Memories of Awe Episode 8

Liz had begun to see awe in her everyday life as suggested by Professor McKown. She found it surprising by how much more attentive she had become. The awe experiences helped her appreciate the wonders of life. She just wished that others could open themselves up to awe.

LJ: I’m excited to hear about your next memory of awe.

KMcK:  Isn’t it a wonderful day, weather wise? When I came to my office today I recalled another really nice day. Shorts had replaced pants as the uniform of the day. When I entered class, I shocked by the sight of Ashley. Her legs were nothing more than sticks and her skin tone was orange. Something had to be terribly wrong with her!

LJ: I’ve had a friend like that. She had an eating disorder. Was that the case with Ashley?

KMcK: I wasn’t sure. Ashley was very outgoing and cheerful. I never had any clue that something was going wrong with her.

LJ: What did you do?

KMcK:  As I taught class, I kept trying to recall what I was allowed and not allowed to do in a case like this. I couldn’t recall the many training sessions and policy memos. What I decided to do was to ask Ashley to see me after class.

When we were in my office, I told Ashley I wanted to call her mother. She consented. After a brief phone conversation with her mother, we immediately left for the hospital. After just a quick look at Ashley, the doctors began treatment immediately.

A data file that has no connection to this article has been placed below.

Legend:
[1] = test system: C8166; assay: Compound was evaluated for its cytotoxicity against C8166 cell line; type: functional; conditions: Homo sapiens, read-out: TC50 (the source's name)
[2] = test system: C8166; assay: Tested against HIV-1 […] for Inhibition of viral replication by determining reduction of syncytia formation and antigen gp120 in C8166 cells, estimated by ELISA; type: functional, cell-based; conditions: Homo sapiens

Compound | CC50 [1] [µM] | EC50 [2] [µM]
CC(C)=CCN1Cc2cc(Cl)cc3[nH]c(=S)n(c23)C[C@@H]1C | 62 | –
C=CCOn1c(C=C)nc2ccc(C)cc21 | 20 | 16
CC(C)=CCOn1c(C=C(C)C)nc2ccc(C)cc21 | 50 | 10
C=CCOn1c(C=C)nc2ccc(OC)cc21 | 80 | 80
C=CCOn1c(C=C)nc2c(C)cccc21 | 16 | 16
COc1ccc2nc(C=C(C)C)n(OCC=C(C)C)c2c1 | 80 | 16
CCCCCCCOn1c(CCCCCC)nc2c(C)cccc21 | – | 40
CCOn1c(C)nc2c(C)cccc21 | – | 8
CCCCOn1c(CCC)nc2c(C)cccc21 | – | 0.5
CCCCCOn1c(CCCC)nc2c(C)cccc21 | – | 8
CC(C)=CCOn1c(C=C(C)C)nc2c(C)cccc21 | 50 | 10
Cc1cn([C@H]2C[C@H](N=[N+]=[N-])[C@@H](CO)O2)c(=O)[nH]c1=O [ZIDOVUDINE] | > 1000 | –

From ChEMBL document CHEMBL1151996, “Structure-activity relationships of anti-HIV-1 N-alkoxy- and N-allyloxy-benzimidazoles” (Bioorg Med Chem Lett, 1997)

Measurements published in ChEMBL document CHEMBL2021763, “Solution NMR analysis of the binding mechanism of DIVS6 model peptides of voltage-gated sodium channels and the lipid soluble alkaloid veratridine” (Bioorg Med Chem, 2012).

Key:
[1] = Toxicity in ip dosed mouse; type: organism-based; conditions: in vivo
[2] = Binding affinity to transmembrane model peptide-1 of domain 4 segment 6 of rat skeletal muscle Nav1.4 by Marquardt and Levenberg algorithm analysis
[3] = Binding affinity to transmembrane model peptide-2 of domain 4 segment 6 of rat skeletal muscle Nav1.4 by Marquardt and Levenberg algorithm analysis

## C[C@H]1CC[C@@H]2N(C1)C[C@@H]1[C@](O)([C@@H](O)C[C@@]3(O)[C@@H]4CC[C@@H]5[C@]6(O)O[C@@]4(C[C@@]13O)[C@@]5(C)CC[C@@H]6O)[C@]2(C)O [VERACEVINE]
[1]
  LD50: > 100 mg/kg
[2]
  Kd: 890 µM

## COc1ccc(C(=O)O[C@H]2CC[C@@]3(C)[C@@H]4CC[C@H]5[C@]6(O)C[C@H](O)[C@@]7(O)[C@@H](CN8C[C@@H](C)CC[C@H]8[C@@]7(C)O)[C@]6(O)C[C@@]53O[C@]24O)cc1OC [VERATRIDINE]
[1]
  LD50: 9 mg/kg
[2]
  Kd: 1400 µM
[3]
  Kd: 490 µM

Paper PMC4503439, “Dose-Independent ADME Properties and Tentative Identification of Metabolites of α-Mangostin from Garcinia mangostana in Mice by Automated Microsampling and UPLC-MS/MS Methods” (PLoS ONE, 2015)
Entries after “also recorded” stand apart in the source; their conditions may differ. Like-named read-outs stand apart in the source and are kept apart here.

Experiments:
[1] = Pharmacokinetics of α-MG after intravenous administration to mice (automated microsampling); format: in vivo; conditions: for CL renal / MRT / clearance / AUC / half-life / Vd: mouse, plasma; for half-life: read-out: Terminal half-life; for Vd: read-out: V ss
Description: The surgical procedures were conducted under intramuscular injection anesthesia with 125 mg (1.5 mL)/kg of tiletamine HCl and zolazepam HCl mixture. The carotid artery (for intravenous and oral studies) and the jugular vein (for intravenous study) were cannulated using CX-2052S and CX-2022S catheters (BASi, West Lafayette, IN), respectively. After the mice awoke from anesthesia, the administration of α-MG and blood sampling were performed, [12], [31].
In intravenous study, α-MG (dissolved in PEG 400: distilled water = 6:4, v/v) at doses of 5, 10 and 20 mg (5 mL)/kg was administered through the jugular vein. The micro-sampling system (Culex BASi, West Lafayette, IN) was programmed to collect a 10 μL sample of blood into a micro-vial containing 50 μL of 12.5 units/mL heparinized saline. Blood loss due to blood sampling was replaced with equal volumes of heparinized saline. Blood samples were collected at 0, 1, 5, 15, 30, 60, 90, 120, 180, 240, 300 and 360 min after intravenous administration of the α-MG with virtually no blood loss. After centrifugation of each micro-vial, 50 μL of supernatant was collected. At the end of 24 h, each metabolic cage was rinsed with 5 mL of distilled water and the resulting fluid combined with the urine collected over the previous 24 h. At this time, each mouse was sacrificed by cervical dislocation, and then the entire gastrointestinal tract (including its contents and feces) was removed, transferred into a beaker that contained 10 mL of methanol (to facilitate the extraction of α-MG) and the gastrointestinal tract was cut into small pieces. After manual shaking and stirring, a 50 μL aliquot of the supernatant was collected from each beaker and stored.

LJI hope you didn’t get in trouble. What is the rest of the story?

KMcK:  I got a letter from her mother several weeks later. After Ashley was stabilized, she entered a rehab center. Her mother said that if I hadn’t intervened Ashley might have died.

I’m sure I violated a number of University policies in my handling of Ashley situation by commenting on her appearance. But one thing I do know is that saving a life is more important than an administrative policy.

LJDid Ashley get better?

KMcK:  She did. When she returned she looked great. Her personality was still the same, but she no longer let others judge her. She has a healthcare career and volunteers at a rehab center, working with young girls who are going through what she has gone through.

LJ: Now every nice day you have another memory of awe. I want to ask you something. When we first met, you said you wanted these stories to focus on your students. I totally understand that now, but you have played a role in all of these memories of awe. Could we spend one session exploring what you see as your role?

KMcK: I’ll do that as long as the focus remains on the students.

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“I called him compliance challenged.” – (A former Dean of Professor McKown’s college)

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